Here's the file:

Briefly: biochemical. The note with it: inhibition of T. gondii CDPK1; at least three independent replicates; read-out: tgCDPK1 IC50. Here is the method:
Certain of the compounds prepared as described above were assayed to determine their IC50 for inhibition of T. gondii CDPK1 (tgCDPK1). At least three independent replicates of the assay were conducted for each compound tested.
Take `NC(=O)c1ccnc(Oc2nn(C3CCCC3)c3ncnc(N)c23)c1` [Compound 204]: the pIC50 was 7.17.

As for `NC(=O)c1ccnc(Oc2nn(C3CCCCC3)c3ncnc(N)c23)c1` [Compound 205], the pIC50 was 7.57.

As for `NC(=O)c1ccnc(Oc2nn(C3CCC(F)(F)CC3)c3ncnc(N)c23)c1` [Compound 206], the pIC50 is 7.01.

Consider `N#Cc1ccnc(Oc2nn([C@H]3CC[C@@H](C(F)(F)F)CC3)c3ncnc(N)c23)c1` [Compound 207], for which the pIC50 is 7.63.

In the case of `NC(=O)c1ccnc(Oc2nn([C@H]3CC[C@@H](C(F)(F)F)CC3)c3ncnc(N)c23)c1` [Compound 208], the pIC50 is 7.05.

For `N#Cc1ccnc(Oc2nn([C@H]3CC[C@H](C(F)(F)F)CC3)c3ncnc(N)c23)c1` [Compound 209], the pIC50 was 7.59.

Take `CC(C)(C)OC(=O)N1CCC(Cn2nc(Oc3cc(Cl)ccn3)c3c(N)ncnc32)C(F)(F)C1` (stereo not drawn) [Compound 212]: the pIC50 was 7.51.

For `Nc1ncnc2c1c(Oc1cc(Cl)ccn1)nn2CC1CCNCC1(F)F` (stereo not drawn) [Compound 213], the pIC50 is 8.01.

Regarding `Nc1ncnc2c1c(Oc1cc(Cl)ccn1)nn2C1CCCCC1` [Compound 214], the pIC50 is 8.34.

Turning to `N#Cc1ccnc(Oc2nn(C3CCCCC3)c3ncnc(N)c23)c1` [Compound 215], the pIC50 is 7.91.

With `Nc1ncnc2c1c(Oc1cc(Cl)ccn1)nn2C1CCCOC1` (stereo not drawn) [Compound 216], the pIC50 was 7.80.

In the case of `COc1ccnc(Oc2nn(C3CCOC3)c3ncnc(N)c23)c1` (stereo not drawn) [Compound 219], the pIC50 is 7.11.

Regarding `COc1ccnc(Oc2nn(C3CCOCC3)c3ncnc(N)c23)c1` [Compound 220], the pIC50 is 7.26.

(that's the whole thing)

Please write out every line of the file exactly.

Briefly: biochemical. The note with it: inhibition of T. gondii CDPK1; at least three independent replicates; read-out: tgCDPK1 IC50. Here is the method:
Certain of the compounds prepared as described above were assayed to determine their IC50 for inhibition of T. gondii CDPK1 (tgCDPK1). At least three independent replicates of the assay were conducted for each compound tested.
Take `NC(=O)c1ccnc(Oc2nn(C3CCCC3)c3ncnc(N)c23)c1` [Compound 204]: the pIC50 was 7.17.

As for `NC(=O)c1ccnc(Oc2nn(C3CCCCC3)c3ncnc(N)c23)c1` [Compound 205], the pIC50 was 7.57.

As for `NC(=O)c1ccnc(Oc2nn(C3CCC(F)(F)CC3)c3ncnc(N)c23)c1` [Compound 206], the pIC50 is 7.01.

Consider `N#Cc1ccnc(Oc2nn([C@H]3CC[C@@H](C(F)(F)F)CC3)c3ncnc(N)c23)c1` [Compound 207], for which the pIC50 is 7.63.

In the case of `NC(=O)c1ccnc(Oc2nn([C@H]3CC[C@@H](C(F)(F)F)CC3)c3ncnc(N)c23)c1` [Compound 208], the pIC50 is 7.05.

For `N#Cc1ccnc(Oc2nn([C@H]3CC[C@H](C(F)(F)F)CC3)c3ncnc(N)c23)c1` [Compound 209], the pIC50 was 7.59.

Take `CC(C)(C)OC(=O)N1CCC(Cn2nc(Oc3cc(Cl)ccn3)c3c(N)ncnc32)C(F)(F)C1` (stereo not drawn) [Compound 212]: the pIC50 was 7.51.

For `Nc1ncnc2c1c(Oc1cc(Cl)ccn1)nn2CC1CCNCC1(F)F` (stereo not drawn) [Compound 213], the pIC50 is 8.01.

Regarding `Nc1ncnc2c1c(Oc1cc(Cl)ccn1)nn2C1CCCCC1` [Compound 214], the pIC50 is 8.34.

Turning to `N#Cc1ccnc(Oc2nn(C3CCCCC3)c3ncnc(N)c23)c1` [Compound 215], the pIC50 is 7.91.

With `Nc1ncnc2c1c(Oc1cc(Cl)ccn1)nn2C1CCCOC1` (stereo not drawn) [Compound 216], the pIC50 was 7.80.

In the case of `COc1ccnc(Oc2nn(C3CCOC3)c3ncnc(N)c23)c1` (stereo not drawn) [Compound 219], the pIC50 is 7.11.

Regarding `COc1ccnc(Oc2nn(C3CCOCC3)c3ncnc(N)c23)c1` [Compound 220], the pIC50 is 7.26.